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Practicing these simple pruning techniques will help you produce healthier tomato plants with larger fruit.

Pruning helps tomato plants maintain a balance between vegetative and reproductive growth. If you do not prune or prune very little, your tomato plants will produce excessive vegetative growth with reduced fruit size. Moderate pruning will leave your plants with smaller vines and larger fruit that will mature earlier. Pruning also keeps plants and fruit off the ground, helping to control diseases.

Although pruning requires a lot of effort, the benefits include more marketable fruit, easier harvesting, and reduced injury to plants when multiple harvests are being made. This practice is most profitable when a long harvest season is possible and when there is uniform fruit production over the season.

Pruning diagramThe most common method of pruning is to prune to a two-stemmed plant by pinching off lateral branches (suckers) as they appear in the axils of each leaf. To achieve this balance, remove all the suckers up to the one immediately below the first flower cluster (see figure).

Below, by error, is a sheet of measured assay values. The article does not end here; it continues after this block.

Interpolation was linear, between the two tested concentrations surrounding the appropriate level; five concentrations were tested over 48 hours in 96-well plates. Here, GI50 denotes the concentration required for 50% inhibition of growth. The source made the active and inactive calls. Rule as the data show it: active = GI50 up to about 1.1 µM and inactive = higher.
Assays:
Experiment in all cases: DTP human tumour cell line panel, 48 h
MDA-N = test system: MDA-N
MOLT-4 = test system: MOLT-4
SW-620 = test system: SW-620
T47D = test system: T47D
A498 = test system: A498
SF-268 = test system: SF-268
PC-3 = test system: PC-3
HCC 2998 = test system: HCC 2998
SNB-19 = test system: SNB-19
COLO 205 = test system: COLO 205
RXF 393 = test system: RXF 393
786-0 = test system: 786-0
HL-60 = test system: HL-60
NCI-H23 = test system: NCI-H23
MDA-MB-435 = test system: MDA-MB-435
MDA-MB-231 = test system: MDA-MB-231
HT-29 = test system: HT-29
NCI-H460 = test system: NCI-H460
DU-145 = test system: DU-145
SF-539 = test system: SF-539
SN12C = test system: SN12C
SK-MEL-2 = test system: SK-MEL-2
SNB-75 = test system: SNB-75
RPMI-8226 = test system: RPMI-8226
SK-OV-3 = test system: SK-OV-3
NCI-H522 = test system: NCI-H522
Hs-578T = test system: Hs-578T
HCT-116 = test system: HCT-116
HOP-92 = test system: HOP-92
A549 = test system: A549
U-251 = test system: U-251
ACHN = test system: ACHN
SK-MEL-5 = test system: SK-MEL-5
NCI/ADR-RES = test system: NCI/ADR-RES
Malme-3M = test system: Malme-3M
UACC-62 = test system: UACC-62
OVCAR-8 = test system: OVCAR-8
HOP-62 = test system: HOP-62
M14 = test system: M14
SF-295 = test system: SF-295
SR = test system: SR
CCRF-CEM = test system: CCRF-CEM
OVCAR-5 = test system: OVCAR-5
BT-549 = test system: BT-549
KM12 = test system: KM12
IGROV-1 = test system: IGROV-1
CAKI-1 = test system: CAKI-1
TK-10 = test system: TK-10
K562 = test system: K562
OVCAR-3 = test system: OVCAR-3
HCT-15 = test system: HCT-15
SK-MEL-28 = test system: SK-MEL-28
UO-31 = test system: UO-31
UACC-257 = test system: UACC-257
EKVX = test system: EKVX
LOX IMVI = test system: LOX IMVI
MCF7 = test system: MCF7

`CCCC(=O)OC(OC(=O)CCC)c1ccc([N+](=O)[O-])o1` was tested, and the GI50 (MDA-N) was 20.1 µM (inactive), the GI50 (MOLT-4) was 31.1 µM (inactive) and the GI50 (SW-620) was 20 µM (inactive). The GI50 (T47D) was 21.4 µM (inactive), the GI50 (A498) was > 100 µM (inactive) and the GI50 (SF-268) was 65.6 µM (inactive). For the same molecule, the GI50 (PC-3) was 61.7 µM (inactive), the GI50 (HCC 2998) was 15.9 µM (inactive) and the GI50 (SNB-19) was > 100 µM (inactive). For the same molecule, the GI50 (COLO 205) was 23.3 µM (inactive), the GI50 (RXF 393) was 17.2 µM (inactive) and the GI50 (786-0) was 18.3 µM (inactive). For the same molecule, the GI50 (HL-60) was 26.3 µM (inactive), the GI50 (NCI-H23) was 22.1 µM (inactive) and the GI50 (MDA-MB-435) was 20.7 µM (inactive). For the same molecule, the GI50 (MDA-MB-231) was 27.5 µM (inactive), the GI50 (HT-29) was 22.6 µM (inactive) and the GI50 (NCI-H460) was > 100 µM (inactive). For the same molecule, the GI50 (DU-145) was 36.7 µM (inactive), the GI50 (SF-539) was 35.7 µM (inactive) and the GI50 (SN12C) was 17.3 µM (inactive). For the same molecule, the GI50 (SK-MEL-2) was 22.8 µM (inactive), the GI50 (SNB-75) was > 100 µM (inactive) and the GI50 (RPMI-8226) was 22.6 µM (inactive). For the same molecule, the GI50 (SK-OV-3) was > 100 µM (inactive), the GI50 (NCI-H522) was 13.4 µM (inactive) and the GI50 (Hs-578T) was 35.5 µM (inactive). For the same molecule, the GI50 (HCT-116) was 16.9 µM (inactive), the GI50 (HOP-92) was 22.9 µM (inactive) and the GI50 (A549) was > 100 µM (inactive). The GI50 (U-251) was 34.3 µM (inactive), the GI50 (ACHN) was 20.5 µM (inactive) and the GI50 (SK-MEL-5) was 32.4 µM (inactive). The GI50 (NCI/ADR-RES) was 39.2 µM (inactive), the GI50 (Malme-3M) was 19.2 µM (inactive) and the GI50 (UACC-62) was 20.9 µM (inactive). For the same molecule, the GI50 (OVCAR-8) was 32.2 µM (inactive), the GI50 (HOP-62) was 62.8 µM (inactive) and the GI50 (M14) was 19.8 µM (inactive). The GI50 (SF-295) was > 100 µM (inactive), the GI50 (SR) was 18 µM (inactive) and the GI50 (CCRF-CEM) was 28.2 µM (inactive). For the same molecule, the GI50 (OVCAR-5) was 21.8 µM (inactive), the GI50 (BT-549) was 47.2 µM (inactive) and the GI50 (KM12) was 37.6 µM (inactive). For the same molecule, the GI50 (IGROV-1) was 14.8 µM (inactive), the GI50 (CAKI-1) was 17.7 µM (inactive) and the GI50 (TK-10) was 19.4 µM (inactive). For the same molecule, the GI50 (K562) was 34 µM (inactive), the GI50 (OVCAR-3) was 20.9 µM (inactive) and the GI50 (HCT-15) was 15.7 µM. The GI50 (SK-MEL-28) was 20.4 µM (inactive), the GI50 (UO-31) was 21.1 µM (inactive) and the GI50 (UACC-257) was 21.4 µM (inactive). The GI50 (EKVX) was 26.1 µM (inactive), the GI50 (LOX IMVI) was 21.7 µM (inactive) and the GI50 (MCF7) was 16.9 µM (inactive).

A single pruning usually will be adequate, although a later pruning may be needed to remove suckers growing from the ground at the base of the plant. Suckers should be removed when small, no more than 2 to 4 inches in length. Letting them get large wastes plant energy and provides an entry point for plant pathogens.

Prune early in the morning after plants have dried. Indeterminate varieties may need to be topped if the vines grow above the top of the stakes. Use a knife or pruners.


Download a PDF of Pruning Fresh-Market Tomatoes, ANR – 1060. 

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